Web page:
Based on the fitness testing the Kings did at the start of the All-Star break, I’m told that the best-conditioned player, all around, was Jonathan Quick (and no, I don’t have the full list, and I don’t know who was last). In a way, that’s not particularly surprising, since a goalie always needs to be in top physical form, but it does speak to the idea that the Kings can lean heavily on Quick over the final final 29 games, and might well do so. As for Quick testing well, Darry Sutter said, “Our goalies are young guys that work hard, so it’s not really a surprise.’’ Two seasons ago, Quick played 72 games, and Terry Murray later publicly second-guessed himself for playing Quick that much. To get to 72 games this season, Quick would have to play in 28 of the last 29 games, which seems highly unlikely. But he might get pretty close, as Sutter indicated today when asked if he had a plan for Quick and Jonathan Bernier.
SUTTER: “It’s the age-old thing about coaches trying to decide when their goalies are going to play. It’s easy to have a plan when you’re 10 points free of a (playoff) spot or 10 points out of a spot. Then you can have a plan. … When you’ve got a clear-cut No. 1 goalie, and he’s fresh and sharp, then he’s going to play. You’d like to be the New York Rangers. They have the best goalie in the league right now, the goalie with the best goals-against and save percentage, but he has played fewer minutes than our guy. That’s the perfect situation.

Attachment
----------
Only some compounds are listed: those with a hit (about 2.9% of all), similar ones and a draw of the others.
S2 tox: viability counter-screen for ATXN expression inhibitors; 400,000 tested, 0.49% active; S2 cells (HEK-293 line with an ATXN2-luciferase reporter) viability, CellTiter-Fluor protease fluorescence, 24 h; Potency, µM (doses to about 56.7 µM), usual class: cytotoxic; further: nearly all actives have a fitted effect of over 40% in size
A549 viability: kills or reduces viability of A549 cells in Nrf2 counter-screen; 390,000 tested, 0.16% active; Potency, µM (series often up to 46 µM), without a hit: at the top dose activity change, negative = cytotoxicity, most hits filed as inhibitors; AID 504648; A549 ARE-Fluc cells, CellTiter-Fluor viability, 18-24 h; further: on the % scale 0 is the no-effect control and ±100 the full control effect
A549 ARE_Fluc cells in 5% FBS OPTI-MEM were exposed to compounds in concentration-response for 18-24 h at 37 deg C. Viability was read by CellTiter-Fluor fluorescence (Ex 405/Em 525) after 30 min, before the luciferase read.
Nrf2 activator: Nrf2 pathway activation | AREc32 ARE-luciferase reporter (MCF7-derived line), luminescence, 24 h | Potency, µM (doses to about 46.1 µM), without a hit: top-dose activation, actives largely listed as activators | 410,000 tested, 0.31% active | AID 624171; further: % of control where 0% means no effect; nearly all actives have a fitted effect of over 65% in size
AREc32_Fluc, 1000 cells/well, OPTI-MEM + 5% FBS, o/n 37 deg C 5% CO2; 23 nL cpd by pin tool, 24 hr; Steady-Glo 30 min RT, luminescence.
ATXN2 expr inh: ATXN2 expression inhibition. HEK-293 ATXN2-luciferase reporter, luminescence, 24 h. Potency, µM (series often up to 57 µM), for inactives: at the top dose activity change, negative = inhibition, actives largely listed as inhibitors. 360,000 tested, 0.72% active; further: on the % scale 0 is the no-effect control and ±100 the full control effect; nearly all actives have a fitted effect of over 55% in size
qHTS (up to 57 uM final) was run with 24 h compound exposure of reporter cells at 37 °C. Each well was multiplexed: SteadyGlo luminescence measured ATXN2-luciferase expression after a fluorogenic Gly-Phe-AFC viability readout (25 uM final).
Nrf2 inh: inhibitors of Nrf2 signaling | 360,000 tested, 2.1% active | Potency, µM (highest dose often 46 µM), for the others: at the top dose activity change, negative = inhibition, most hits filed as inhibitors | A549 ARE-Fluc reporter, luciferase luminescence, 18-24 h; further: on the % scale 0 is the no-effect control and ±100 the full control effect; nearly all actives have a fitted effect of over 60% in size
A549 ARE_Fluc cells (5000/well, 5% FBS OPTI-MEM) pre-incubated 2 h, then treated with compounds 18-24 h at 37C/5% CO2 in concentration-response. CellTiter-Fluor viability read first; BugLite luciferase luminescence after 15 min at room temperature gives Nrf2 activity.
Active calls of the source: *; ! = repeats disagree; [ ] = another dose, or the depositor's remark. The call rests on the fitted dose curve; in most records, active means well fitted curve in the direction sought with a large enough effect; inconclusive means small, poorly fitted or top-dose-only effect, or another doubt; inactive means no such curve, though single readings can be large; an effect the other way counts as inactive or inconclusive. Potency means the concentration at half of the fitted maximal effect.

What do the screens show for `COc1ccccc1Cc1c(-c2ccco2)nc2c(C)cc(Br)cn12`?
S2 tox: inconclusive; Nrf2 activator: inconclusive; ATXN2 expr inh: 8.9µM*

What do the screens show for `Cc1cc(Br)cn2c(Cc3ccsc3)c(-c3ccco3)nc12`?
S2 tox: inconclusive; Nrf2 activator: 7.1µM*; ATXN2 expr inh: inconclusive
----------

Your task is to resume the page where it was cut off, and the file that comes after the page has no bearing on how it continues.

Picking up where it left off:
“If you look at it, the two best goalies in the league are (Henrik) Lundqvist and Quick. Best save percentage, best goals-against. But they’ve been able to use their goaltenders in a different way, just because the team has done better. I don’t get into that stuff. I’ve always been really lucky. Other than my first year in San Jose, when we split Verny [Mike Vernon] and Kelly Hrudey, other than that I’ve always had a No. 1 goalie and a good hockey team. So it’s one thing to get them ready for the playoffs, but it’s another thing to make it.’’